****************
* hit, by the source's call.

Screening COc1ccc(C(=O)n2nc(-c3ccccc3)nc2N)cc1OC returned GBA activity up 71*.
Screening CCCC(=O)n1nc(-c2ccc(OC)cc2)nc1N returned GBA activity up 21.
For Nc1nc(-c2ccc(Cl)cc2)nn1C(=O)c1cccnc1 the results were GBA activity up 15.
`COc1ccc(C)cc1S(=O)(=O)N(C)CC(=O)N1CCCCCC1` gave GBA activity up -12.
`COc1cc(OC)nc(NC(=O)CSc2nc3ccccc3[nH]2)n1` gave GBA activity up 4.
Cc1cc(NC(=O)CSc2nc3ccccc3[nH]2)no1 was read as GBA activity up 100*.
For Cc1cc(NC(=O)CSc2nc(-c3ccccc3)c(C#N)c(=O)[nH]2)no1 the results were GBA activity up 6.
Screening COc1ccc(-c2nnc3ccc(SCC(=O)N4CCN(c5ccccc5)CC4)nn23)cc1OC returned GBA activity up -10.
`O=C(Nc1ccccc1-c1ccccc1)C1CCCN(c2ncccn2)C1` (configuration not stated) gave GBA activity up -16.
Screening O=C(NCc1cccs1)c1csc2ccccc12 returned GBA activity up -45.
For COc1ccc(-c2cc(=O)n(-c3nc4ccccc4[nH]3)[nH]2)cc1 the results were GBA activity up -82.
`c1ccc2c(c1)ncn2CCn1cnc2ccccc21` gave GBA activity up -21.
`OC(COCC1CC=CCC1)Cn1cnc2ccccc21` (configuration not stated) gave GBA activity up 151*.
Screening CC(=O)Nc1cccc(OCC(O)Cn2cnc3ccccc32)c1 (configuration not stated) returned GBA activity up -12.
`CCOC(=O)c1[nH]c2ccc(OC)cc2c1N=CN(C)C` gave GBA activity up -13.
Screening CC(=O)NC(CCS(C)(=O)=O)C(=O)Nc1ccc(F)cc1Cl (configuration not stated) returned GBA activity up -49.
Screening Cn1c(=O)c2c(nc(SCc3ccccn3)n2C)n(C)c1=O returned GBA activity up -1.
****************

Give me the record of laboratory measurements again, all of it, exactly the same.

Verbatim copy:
* hit, by the source's call.

Screening COc1ccc(C(=O)n2nc(-c3ccccc3)nc2N)cc1OC returned GBA activity up 71*.
Screening CCCC(=O)n1nc(-c2ccc(OC)cc2)nc1N returned GBA activity up 21.
For Nc1nc(-c2ccc(Cl)cc2)nn1C(=O)c1cccnc1 the results were GBA activity up 15.
`COc1ccc(C)cc1S(=O)(=O)N(C)CC(=O)N1CCCCCC1` gave GBA activity up -12.
`COc1cc(OC)nc(NC(=O)CSc2nc3ccccc3[nH]2)n1` gave GBA activity up 4.
Cc1cc(NC(=O)CSc2nc3ccccc3[nH]2)no1 was read as GBA activity up 100*.
For Cc1cc(NC(=O)CSc2nc(-c3ccccc3)c(C#N)c(=O)[nH]2)no1 the results were GBA activity up 6.
Screening COc1ccc(-c2nnc3ccc(SCC(=O)N4CCN(c5ccccc5)CC4)nn23)cc1OC returned GBA activity up -10.
`O=C(Nc1ccccc1-c1ccccc1)C1CCCN(c2ncccn2)C1` (configuration not stated) gave GBA activity up -16.
Screening O=C(NCc1cccs1)c1csc2ccccc12 returned GBA activity up -45.
For COc1ccc(-c2cc(=O)n(-c3nc4ccccc4[nH]3)[nH]2)cc1 the results were GBA activity up -82.
`c1ccc2c(c1)ncn2CCn1cnc2ccccc21` gave GBA activity up -21.
`OC(COCC1CC=CCC1)Cn1cnc2ccccc21` (configuration not stated) gave GBA activity up 151*.
Screening CC(=O)Nc1cccc(OCC(O)Cn2cnc3ccccc32)c1 (configuration not stated) returned GBA activity up -12.
`CCOC(=O)c1[nH]c2ccc(OC)cc2c1N=CN(C)C` gave GBA activity up -13.
Screening CC(=O)NC(CCS(C)(=O)=O)C(=O)Nc1ccc(F)cc1Cl (configuration not stated) returned GBA activity up -49.
Screening Cn1c(=O)c2c(nc(SCc3ccccn3)n2C)n(C)c1=O returned GBA activity up -1.